Diethyl Dibromomalonate1

[631-22-1]  · C7H10Br2O4  · Diethyl Dibromomalonate  · (MW 317.96)

(used for selective bromination of polyunsaturated ester enolates;1,3 converts alkenes into cyclopropanes in the presence of suitable heavy metal reagents4-6)

Alternate Name: ethyl dibromomalonate.

Physical Data: bp 108-110 °C/4 mmHg.

Solubility: sol benzene, CCl4, DMSO, THF.

Form Supplied in: commercially available in 98% purity as a liquid.

Analysis of Reagent Purity: NMR, combustion analysis.

Preparative Method: prepared in 95% yield by reaction of diethyl malonate with bromine.1,2

Purification: distillation at reduced pressure.

Handling, Storage, and Precautions: lachrymator; light sensitive. Store in the dark under nitrogen. This toxic reagent should be handled in a fume hood.

Enolate Bromination.

Esters can be selectively a-brominated by reaction of this reagent with the lithium enolate at -78 °C (eqs 1 and 2). The esters can then be converted to the corresponding carboxylic acids.1,3 This bromination can be carried out on substrates bearing remote alkenic functionality. Bromination of the lithium enolate in eq 1 using Br2 at -78 °C gave a poor yield of a-brominated ester.

Synthesis of Cyclopropanes.

Alkenes can be cyclopropanated in a nonstereospecific fashion by treatment with diethyl dibromomalonate in the presence of Copper powder or Copper(I) Bromide.4 Higher yields are obtained when this reaction is run in DMSO (eq 3). The yield of cyclopropane product is highly dependent on the amount of copper used. Tetraethyl ethylenetetracarboxylate is commonly observed as a side-product in this transformation.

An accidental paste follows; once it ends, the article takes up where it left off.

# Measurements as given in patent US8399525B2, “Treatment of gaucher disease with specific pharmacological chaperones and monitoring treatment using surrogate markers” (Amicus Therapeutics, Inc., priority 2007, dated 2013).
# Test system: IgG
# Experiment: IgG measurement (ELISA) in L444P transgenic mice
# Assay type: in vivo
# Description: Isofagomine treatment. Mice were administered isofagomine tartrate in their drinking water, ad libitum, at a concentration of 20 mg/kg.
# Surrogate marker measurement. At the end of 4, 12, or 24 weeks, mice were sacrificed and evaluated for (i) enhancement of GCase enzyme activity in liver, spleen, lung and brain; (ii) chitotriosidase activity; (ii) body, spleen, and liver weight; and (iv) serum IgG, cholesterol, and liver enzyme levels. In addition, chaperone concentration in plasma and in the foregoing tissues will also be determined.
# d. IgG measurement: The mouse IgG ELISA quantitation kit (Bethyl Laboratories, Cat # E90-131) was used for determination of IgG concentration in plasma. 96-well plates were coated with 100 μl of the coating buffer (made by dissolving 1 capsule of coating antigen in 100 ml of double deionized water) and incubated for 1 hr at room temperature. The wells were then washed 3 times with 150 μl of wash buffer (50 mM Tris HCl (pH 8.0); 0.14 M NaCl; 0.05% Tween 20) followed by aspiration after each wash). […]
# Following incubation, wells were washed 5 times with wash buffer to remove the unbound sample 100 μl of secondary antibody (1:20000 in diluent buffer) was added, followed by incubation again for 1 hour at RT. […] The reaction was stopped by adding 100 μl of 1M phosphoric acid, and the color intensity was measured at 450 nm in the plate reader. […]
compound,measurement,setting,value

Nonstereospecific cyclopropanation of Michael acceptors can be accomplished by use of this reagent in combination with Tri-n-butylstibine (eq 4)5 or indium.6 Carbonyl groups can also react with diethyl dibromomalonate in the presence of tri-n-butylstibine to form alkenes.7

1. van der Wolf, L.; Pabon, H. J. J. RTC 1977, 96, 72.
2. Palmer, C. S.; McWherter, P. W. OSC 1941, 1, 245.
3. Clapp, C. H.; Campbell, J. R. Bioorg. Chem. 1989, 17, 281.
4. (a) Kawabata, N.; Yano, S.; Hashimoto, J.; Yoshida, J. BCJ 1981, 54, 2539. (b) Kawabata, N.; Tanimoto, M. T 1980, 36, 3517.
5. (a) Chen, C.; Liao, Y.; Huang, Y.-Z. T 1989, 45, 3011. (b) Chen, C.; Huang, Y.-Z.; Shen, Y. TL 1988, 29, 1033.
6. Araki, S.; Butsugan, Y. CC 1989, 1286.
7. Huang, Y.-Z.; Chen, C.; Shen, Y.; Liao, Y. HC 1990, 1, 49.

George D. Maynard

Marion Merrell Dow, Cincinnati, OH, USA

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